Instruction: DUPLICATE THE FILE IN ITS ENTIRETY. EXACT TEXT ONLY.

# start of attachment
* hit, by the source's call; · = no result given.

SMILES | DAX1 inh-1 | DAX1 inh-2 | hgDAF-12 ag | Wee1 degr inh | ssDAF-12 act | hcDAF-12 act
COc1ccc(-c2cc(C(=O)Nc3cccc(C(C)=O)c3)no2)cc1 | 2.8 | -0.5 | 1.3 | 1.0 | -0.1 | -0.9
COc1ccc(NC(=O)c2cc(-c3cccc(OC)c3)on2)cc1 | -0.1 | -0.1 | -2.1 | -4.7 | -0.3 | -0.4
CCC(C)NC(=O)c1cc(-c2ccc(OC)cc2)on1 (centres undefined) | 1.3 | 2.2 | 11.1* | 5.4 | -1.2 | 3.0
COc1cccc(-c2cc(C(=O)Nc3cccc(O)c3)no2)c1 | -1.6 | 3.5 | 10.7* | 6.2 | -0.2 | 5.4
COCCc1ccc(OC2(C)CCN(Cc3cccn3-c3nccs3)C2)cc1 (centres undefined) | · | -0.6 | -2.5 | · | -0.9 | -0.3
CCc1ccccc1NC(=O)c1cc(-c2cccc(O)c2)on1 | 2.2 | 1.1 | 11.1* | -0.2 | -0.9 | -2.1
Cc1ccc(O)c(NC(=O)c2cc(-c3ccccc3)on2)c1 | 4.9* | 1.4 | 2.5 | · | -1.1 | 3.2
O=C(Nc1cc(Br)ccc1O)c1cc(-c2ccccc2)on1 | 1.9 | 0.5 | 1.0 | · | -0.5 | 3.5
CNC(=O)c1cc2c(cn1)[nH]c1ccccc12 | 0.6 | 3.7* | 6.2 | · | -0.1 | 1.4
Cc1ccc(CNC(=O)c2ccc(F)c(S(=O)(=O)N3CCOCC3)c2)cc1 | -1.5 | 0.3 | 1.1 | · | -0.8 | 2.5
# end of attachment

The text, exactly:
* hit, by the source's call; · = no result given.

SMILES | DAX1 inh-1 | DAX1 inh-2 | hgDAF-12 ag | Wee1 degr inh | ssDAF-12 act | hcDAF-12 act
COc1ccc(-c2cc(C(=O)Nc3cccc(C(C)=O)c3)no2)cc1 | 2.8 | -0.5 | 1.3 | 1.0 | -0.1 | -0.9
COc1ccc(NC(=O)c2cc(-c3cccc(OC)c3)on2)cc1 | -0.1 | -0.1 | -2.1 | -4.7 | -0.3 | -0.4
CCC(C)NC(=O)c1cc(-c2ccc(OC)cc2)on1 (centres undefined) | 1.3 | 2.2 | 11.1* | 5.4 | -1.2 | 3.0
COc1cccc(-c2cc(C(=O)Nc3cccc(O)c3)no2)c1 | -1.6 | 3.5 | 10.7* | 6.2 | -0.2 | 5.4
COCCc1ccc(OC2(C)CCN(Cc3cccn3-c3nccs3)C2)cc1 (centres undefined) | · | -0.6 | -2.5 | · | -0.9 | -0.3
CCc1ccccc1NC(=O)c1cc(-c2cccc(O)c2)on1 | 2.2 | 1.1 | 11.1* | -0.2 | -0.9 | -2.1
Cc1ccc(O)c(NC(=O)c2cc(-c3ccccc3)on2)c1 | 4.9* | 1.4 | 2.5 | · | -1.1 | 3.2
O=C(Nc1cc(Br)ccc1O)c1cc(-c2ccccc2)on1 | 1.9 | 0.5 | 1.0 | · | -0.5 | 3.5
CNC(=O)c1cc2c(cn1)[nH]c1ccccc12 | 0.6 | 3.7* | 6.2 | · | -0.1 | 1.4
Cc1ccc(CNC(=O)c2ccc(F)c(S(=O)(=O)N3CCOCC3)c2)cc1 | -1.5 | 0.3 | 1.1 | · | -0.8 | 2.5